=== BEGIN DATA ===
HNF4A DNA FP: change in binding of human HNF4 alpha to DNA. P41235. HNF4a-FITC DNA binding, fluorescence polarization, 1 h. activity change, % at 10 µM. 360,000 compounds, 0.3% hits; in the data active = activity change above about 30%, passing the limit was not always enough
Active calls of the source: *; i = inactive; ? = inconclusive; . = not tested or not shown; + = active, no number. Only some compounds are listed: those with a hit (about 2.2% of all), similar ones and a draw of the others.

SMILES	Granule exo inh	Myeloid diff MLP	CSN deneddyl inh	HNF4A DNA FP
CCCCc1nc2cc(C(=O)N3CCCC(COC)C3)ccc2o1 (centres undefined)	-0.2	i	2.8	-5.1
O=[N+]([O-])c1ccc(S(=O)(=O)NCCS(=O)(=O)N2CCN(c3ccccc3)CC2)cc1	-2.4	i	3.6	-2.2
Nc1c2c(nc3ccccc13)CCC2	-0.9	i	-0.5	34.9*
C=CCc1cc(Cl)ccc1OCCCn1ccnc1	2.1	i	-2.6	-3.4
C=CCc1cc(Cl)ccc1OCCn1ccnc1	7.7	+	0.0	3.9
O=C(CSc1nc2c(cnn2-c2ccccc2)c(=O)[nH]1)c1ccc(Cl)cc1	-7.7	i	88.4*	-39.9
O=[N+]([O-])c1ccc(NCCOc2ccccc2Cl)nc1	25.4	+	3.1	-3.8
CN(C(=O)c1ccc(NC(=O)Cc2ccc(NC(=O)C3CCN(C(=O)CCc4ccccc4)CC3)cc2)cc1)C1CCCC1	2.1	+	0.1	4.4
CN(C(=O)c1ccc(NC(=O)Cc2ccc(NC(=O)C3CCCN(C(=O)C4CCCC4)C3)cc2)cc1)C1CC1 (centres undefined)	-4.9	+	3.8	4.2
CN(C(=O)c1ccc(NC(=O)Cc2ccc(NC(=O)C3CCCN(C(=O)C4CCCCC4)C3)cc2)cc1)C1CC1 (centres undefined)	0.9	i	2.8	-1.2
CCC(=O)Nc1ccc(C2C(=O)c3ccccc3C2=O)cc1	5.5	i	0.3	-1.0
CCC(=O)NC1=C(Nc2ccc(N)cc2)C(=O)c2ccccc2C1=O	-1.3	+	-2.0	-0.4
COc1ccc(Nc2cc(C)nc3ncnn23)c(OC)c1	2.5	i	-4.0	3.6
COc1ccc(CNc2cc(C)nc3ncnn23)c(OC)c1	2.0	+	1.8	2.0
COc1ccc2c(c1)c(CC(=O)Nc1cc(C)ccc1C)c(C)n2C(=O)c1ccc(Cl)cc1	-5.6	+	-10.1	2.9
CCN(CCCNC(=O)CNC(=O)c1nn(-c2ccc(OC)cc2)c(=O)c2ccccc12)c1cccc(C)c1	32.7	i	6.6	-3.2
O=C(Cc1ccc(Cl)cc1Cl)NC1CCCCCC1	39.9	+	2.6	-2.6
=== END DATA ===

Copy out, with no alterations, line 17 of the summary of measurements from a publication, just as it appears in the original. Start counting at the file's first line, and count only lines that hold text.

COc1ccc(CNc2cc(C)nc3ncnn23)c(OC)c1	2.0	+	1.8	2.0